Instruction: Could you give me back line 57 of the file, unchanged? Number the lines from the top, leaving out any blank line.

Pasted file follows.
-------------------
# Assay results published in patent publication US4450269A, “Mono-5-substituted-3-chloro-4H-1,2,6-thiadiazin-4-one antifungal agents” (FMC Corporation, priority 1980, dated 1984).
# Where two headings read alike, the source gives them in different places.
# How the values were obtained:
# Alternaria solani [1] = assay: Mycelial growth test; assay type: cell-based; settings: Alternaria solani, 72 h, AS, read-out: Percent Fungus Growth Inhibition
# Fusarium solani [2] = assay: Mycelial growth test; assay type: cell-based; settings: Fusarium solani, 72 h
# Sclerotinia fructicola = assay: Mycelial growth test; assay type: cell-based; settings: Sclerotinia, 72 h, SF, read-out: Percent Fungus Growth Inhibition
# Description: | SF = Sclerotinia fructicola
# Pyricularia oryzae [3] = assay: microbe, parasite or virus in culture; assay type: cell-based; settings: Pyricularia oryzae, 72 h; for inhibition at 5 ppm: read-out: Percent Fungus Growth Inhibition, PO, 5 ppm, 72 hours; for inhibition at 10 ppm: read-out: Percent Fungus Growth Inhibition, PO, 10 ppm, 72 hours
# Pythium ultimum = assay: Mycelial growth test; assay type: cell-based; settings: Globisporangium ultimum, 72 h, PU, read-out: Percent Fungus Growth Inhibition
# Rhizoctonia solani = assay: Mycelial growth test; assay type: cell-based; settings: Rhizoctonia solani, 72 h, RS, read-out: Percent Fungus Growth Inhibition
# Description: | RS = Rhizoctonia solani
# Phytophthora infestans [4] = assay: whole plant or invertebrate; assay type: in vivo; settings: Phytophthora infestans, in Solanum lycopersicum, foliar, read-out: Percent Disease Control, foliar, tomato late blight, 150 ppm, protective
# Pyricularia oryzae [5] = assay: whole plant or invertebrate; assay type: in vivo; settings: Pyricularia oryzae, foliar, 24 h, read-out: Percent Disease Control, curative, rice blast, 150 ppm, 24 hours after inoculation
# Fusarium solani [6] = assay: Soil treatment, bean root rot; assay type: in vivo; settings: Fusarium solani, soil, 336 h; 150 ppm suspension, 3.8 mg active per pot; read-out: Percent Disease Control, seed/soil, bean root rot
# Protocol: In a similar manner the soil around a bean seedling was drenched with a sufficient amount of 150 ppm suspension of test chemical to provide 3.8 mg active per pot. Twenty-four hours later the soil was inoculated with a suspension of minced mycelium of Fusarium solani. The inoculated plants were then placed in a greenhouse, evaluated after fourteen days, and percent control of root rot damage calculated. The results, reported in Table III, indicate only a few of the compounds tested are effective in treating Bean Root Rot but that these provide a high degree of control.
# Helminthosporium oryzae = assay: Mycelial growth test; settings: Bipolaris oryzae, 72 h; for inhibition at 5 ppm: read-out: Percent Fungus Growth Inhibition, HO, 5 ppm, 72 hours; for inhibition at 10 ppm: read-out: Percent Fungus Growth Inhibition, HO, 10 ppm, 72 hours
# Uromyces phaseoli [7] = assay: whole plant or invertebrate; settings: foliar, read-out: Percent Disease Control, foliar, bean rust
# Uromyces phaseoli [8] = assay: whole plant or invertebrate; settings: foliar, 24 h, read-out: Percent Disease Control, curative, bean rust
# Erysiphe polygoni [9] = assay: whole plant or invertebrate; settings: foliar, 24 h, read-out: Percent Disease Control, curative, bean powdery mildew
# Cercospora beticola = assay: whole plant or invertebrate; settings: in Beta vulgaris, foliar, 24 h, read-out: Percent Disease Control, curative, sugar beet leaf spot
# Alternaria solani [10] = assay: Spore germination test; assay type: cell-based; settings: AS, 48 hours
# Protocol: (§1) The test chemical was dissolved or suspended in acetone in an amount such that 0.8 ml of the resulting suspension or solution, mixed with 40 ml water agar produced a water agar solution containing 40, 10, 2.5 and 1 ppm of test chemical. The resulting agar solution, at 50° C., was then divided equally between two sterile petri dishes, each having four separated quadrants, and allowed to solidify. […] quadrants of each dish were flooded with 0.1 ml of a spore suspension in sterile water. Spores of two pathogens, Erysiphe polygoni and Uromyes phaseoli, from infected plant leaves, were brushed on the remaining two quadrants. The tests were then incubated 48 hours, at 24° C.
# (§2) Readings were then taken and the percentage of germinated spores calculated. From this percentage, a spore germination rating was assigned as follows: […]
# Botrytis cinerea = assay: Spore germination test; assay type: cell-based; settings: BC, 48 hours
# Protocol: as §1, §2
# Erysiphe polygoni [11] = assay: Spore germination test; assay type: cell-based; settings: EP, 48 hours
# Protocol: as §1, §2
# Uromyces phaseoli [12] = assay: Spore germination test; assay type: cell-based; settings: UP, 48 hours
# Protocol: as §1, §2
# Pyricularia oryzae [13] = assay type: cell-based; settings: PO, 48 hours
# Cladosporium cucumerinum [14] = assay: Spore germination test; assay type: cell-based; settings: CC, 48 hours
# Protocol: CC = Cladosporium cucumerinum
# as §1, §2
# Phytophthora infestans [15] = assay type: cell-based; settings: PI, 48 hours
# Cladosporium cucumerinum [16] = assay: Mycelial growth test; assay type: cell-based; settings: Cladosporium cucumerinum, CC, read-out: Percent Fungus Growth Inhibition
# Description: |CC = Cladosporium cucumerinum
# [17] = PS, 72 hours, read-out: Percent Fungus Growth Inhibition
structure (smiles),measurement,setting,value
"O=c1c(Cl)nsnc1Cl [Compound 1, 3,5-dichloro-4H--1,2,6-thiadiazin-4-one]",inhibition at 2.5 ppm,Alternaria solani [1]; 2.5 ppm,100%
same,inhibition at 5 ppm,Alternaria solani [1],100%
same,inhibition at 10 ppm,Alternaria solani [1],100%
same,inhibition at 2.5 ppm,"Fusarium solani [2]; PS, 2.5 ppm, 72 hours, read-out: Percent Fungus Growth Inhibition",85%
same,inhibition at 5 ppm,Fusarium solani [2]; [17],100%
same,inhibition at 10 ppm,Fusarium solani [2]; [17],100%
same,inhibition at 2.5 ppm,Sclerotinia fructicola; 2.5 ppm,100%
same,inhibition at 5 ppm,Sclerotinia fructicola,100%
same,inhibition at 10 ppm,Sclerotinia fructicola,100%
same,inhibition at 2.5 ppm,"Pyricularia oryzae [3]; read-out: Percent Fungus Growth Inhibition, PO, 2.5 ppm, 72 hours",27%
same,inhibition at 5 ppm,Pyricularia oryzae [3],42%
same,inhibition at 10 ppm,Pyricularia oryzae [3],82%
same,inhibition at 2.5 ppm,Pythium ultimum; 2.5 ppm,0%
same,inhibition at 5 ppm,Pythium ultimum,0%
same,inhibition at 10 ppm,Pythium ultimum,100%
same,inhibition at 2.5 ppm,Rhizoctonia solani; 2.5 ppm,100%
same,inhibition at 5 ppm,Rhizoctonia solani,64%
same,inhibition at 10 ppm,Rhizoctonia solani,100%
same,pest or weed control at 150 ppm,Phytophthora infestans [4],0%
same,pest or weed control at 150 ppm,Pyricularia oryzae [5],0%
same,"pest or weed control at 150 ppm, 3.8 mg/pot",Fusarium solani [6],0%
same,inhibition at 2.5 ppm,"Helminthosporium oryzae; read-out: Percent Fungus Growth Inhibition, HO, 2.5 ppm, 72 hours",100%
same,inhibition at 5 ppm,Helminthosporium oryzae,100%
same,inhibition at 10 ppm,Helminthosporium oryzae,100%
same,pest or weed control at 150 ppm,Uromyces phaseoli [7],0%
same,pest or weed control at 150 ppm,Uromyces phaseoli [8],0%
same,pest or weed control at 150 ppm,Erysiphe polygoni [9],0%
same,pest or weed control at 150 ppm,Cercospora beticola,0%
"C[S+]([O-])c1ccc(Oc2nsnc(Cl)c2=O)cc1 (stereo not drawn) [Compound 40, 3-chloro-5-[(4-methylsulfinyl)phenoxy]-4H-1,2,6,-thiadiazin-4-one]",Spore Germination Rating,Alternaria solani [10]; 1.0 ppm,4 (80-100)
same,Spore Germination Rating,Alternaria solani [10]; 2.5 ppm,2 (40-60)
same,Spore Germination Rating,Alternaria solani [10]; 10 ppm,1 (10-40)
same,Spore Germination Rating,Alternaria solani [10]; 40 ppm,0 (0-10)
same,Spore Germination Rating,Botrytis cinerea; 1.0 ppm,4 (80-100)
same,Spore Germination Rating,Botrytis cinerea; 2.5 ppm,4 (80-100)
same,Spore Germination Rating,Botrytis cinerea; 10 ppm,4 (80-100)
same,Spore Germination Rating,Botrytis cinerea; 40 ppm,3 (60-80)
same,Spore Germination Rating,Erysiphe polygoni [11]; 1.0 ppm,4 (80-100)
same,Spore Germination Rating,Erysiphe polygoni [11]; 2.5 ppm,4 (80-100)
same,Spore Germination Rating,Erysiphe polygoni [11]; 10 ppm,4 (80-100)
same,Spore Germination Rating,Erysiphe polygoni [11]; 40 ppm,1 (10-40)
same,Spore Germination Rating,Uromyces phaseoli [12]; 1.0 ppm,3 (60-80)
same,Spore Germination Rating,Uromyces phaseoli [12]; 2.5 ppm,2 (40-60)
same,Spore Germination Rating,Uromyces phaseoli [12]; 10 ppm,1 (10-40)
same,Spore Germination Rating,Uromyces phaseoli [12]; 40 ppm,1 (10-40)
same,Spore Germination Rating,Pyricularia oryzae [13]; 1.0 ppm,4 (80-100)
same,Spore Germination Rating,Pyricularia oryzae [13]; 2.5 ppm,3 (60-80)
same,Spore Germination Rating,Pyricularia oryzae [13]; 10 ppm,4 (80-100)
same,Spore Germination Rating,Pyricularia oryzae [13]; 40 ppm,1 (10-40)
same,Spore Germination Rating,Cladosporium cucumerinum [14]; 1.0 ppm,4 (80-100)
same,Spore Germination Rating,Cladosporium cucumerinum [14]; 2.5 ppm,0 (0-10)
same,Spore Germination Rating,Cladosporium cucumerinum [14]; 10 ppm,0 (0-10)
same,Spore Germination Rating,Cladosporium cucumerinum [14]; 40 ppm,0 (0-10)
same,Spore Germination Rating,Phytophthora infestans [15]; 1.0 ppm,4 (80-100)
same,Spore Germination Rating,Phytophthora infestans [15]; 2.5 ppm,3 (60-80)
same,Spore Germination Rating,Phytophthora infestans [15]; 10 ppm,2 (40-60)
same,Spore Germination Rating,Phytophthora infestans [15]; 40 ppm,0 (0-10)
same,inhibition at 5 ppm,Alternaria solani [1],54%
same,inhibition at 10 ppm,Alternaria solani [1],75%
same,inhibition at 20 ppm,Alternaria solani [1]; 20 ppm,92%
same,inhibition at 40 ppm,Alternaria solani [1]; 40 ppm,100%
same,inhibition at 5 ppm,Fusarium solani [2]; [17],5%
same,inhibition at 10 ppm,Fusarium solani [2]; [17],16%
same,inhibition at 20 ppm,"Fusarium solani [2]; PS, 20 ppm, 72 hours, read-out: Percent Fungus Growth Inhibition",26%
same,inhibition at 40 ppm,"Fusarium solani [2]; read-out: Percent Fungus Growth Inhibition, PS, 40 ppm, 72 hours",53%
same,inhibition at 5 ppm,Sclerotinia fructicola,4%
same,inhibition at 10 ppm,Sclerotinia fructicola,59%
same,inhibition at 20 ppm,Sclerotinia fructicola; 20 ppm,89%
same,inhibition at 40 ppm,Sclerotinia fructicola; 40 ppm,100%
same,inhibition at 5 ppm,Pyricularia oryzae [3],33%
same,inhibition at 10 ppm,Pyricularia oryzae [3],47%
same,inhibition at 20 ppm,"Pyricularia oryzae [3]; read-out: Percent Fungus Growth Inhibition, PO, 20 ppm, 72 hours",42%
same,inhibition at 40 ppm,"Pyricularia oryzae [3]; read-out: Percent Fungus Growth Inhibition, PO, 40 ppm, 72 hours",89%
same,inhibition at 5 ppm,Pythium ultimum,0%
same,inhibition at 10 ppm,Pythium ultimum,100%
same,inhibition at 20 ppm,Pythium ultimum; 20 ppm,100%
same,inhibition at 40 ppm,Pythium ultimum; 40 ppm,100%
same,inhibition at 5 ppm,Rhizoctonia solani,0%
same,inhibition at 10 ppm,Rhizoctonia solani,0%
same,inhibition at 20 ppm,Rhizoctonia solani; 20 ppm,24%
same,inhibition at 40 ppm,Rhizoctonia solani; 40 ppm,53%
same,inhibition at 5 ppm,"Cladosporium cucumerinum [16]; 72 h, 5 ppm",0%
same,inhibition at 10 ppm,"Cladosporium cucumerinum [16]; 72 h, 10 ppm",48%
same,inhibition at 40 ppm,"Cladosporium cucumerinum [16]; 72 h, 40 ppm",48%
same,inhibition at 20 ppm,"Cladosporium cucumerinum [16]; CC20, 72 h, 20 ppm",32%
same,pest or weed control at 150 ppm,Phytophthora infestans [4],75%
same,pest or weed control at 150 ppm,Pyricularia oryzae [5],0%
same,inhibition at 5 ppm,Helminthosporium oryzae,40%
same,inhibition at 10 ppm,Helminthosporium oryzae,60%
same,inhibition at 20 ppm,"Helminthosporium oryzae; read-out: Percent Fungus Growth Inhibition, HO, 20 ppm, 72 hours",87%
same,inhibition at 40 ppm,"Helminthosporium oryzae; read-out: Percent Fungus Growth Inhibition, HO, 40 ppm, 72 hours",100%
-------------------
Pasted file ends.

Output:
same,pest or weed control at 150 ppm,Phytophthora infestans [4],0%